As the centrist wing of the Democratic Party appeared to be consolidating around former Vice President Joe Biden's bid for president on Monday, the day before 14 states vote in the Super Tuesday primary election contests, health insurance stocks spiked.
Observers suggested the surge may be from an expectation that a Biden victory could stop Sen. Bernie Sanders and his progressive movement, which has made universal, Medicare for All healthcare a centerpiece of the race.
"People are gleefully gambling that the health insurance CEOs will be able to continue to profit off of killing our friends and family," tweeted progressive activist Christopher Jackson.
According to Bloomberg News, the spike came after reporting that Sen. Amy Klobuchar (D-Minn.) was dropping out of the race and endorsing Biden:
Humana Inc., UnitedHealth Group Inc., Anthem Inc. and Molina Healthcare Inc. advanced at least 1.7% each, spurring the seven-member index of S&P managed care companies toward its best day in almost three weeks. The intraday rally comes as investors leaned into bets that Klobuchar’s backers will side with Biden, and not Senator Bernie Sanders.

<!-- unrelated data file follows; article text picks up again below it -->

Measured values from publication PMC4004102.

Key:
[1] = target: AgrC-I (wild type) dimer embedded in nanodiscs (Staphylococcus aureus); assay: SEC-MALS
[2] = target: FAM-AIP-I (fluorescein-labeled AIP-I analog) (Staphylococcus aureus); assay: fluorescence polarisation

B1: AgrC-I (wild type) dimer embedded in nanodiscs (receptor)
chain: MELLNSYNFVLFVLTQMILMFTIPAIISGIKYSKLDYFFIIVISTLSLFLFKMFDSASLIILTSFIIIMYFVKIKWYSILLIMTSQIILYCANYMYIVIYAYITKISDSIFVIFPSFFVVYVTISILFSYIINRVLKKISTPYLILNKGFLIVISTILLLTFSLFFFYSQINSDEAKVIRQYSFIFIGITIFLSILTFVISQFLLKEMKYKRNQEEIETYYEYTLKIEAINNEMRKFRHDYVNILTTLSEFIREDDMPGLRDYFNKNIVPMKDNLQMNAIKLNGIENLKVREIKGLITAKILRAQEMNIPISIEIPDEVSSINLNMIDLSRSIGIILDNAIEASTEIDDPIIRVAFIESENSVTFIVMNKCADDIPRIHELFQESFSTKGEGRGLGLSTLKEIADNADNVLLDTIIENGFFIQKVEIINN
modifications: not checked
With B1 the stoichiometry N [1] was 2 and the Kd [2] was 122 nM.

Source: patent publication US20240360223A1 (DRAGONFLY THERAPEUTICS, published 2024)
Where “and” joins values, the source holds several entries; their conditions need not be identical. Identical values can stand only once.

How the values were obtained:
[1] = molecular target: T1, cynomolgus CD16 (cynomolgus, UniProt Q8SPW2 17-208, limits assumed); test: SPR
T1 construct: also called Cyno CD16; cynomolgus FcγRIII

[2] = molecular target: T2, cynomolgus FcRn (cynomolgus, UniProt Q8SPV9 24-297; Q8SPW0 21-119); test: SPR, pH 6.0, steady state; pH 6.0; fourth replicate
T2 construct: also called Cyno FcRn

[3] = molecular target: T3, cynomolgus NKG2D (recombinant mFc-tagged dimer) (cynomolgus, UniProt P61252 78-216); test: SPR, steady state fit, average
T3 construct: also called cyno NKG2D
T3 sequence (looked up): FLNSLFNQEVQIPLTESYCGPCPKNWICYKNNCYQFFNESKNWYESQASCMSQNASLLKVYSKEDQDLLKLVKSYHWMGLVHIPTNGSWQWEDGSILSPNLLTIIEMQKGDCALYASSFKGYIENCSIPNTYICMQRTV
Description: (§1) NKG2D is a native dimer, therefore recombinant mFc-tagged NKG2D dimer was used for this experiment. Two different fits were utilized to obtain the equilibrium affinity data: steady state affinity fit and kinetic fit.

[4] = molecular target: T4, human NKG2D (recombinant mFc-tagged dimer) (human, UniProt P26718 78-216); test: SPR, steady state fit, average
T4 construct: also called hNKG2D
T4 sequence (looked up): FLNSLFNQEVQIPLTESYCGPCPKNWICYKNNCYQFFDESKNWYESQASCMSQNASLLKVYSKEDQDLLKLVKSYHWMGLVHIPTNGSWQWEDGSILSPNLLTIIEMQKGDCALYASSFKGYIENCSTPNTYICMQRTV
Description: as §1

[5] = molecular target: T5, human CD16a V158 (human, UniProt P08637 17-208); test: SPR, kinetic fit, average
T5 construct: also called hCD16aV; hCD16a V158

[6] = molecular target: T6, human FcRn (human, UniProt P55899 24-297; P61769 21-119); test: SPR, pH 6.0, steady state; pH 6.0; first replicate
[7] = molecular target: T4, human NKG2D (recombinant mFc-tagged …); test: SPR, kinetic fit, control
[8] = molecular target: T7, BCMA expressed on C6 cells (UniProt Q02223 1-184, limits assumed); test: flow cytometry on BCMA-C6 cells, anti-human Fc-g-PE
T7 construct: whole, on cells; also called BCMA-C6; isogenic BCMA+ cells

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As Common Dreams reported, Klobuchar and former South Bend, Indiana Mayor Pete Buttigieg, who dropped out of the presidential race Sunday night—reportedly out of concern Sanders could win if moderates split the vote—are expected to officially back Biden on Monday night at a rally in Dallas.
The stock spike coming at the same time reporting on Klobuchar's endorsement was in the works provided voters with "everything you need to know" about the Democratic primary, economist Marshall Steinbaum said on Twitter.
Cartoonist Eli Valley, an outspoken supporter of Sanders, echoed those remarks, saying that the stock surge was a "reminder of what's at stake, and which candidate brings euphoria to the U.S. Health Care Murder Cartel."
The contrast between Sanders and Biden—and the broader progressive and establishment wings of the party—could not be clearer, said progressive activist Jordan Uhl. In a tweet, Uhl juxtaposed the stock spike following Klobuchar's dropping out and scheduled endorsement of Biden with a January post by Sanders surrogate Rep. Ilhan Omar (D-Minn.) calling for Medicare for All and noting the fact that 45,000 Americans die each year from not having health insurance.
"Which side are you on?" asked Uhl.